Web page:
This can be quite a daunting time for everyone, especially those holding temporary visas. Travel Ban and Policy changes will affect those who hold temporary visas onshore or offshore, as well as those who have pending visa expires.
Those affected will include lodged and plan-to-lodge visas; visa processing time; your studies plans; travel plans; offshore application cancellations due to the new travel restrictions placed on Australia’s borders. We are putting together below information to hopefully provide you with some answers.
The Migration Institute of Australia (MIA) has requested some clarification from the Department of Home Affairs regarding the options available to those impacted by the new policy, this has been summarised below (and on our FAQ page.
It is important that if you are impacted by the change in policy that you contact our team of Migration lawyers. We currently offer a complimentary consultation to discuss your visa goals.
We understand this can be an uncertain and stressful period, we therefore aim to provide you with clarity and guidance to better prepare you and to achieve your visa goals.
Q: Will any concessions be available for visa holders unable to comply with their current visa conditions?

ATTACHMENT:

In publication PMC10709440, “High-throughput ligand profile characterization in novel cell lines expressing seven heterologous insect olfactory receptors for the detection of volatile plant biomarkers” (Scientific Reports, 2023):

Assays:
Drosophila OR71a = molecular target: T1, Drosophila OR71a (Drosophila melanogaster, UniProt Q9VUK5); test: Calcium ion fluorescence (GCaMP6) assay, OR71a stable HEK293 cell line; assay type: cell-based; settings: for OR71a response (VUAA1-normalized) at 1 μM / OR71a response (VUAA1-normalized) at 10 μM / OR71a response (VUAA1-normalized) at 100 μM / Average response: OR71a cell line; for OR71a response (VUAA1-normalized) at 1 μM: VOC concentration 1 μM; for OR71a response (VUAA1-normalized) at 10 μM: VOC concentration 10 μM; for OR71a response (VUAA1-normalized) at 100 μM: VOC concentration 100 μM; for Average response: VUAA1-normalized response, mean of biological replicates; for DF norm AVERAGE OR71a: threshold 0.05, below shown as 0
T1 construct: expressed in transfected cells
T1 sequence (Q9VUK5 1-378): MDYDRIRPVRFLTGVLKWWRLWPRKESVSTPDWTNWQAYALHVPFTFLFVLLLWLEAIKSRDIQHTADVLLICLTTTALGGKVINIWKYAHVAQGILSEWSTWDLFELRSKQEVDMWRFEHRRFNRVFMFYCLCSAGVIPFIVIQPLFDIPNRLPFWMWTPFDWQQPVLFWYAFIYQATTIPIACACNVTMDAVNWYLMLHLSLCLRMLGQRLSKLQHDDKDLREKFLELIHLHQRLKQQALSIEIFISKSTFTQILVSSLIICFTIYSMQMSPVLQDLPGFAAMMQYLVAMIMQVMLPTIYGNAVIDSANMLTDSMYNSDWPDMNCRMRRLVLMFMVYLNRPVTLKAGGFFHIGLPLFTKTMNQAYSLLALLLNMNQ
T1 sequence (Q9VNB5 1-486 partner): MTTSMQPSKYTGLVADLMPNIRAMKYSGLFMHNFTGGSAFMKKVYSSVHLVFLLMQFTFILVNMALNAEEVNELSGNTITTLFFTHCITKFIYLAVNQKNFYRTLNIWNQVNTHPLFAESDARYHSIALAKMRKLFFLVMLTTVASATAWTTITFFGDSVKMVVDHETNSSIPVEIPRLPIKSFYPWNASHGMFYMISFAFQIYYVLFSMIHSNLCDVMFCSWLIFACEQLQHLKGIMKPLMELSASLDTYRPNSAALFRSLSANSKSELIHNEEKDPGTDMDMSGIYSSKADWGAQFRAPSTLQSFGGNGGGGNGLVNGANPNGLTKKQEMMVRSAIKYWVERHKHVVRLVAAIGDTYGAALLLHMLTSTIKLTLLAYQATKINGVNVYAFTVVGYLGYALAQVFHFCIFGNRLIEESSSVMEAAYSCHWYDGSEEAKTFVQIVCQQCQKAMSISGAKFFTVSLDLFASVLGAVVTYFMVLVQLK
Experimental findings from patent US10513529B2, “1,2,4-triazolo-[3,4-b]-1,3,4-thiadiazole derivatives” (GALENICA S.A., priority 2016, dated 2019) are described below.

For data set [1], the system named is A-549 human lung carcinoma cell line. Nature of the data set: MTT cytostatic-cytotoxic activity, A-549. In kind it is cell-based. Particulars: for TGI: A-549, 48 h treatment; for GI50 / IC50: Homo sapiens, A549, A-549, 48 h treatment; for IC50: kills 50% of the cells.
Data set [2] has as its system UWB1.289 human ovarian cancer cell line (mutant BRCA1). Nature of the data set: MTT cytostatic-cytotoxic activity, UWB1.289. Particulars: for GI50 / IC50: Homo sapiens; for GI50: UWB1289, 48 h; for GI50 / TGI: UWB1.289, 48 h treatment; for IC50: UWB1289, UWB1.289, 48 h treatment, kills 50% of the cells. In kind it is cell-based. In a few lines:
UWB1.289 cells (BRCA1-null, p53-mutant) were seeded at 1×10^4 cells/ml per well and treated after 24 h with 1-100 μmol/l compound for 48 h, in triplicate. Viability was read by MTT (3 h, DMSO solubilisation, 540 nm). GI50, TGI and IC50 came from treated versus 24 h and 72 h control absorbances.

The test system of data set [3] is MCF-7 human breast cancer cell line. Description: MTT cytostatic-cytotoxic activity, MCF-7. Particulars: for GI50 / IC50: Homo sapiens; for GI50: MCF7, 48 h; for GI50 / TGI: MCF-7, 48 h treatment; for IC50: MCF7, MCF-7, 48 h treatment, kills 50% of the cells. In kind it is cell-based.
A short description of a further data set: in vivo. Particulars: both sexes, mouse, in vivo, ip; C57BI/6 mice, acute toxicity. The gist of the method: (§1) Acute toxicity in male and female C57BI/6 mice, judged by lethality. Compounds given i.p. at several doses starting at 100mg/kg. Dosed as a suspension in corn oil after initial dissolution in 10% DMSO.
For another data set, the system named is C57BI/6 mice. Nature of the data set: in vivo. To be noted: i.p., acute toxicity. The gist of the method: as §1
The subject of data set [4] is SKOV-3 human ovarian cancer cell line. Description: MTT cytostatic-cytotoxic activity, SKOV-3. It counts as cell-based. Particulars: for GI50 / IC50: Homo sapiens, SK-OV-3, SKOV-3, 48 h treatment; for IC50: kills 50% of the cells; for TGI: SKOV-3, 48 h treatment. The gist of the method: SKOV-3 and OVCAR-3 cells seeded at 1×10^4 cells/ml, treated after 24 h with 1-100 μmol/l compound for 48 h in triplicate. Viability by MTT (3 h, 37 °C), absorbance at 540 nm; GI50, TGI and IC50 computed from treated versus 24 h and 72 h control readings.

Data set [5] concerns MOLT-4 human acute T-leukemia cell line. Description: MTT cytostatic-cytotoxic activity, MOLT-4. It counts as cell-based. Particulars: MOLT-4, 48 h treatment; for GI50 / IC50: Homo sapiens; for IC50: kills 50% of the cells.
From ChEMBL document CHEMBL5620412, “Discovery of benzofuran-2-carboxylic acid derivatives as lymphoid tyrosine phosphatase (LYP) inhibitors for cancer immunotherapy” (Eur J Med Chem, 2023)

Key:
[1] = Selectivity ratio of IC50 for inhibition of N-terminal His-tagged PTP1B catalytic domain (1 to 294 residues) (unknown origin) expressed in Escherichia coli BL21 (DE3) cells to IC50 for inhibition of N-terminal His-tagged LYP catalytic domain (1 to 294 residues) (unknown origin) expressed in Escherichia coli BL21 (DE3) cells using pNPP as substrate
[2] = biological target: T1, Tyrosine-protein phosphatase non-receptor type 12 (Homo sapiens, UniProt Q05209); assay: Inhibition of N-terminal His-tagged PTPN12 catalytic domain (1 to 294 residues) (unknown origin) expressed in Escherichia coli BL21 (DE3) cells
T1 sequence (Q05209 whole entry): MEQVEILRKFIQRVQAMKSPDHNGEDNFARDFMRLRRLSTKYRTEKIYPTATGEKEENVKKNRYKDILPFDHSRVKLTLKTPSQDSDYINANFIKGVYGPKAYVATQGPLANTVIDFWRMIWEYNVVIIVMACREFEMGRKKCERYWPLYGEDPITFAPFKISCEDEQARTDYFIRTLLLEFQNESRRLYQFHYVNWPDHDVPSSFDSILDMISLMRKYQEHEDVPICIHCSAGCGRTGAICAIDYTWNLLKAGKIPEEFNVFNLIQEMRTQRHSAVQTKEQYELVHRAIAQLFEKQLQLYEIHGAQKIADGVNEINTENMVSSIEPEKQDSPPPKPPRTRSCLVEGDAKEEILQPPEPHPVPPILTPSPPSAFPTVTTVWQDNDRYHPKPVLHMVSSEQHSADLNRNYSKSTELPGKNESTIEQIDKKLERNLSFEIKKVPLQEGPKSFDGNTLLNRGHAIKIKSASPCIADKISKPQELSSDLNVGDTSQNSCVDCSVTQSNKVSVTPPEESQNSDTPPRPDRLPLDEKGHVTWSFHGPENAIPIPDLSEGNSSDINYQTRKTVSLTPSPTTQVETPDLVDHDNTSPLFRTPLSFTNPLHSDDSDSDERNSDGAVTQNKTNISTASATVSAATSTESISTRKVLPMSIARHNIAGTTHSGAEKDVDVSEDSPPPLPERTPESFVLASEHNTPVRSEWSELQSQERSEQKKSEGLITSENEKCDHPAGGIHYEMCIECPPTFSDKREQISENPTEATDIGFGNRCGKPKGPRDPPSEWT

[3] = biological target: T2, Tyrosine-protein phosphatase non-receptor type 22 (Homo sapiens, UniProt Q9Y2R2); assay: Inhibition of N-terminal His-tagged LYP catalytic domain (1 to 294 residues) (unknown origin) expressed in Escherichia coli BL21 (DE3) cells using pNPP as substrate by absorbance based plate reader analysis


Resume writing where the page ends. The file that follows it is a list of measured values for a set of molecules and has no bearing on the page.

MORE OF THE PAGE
A: The department is taking a flexible approach to visa holders in these circumstances, including in the following situations:
- Requests for waiver of the ‘No Further Stay’ condition
- Timeframes in relation to health, character and English language requirements for applicants.
Q: Has the Department devoted extra resources to processing urgent waiver requests?
If you require assistance in regards in attempting to obtain a waiver, please contact our knowledgeable Migration team.
Temporary Graduate visa – Subclass 485
Q: Will international student graduates be provided with an extended application period where they have not been able to return onshore to lodge their Subclass 485 applications?
A: The Migration Regulations allow international students to apply for a Temporary Graduate Visa up to six months after the expiry of their student visa. This means that most students who completed higher education studies in Semester 2 of 2019 will have until September 2020 to apply for a Temporary Graduate Visa.
Q: Will the 12 months living in Australia immediately prior to citizenship applications be enforced for those who have been prevented from returning to Australia due to the travel ban?
A: The general residence requirement requires applicants to have been lawfully present in Australia for a period of four years, including at least 12 months as a permanent resident, immediately prior to making an application. Applicants may be absent from Australia for no more than 12 months in total during the four-year period, including no more than 90 days in the 12 months immediately prior to lodging an application. There is no legislative authority under the Act for either the Minister or a delegated decision maker to waive any of the legal requirements for conferral of Australian citizenship.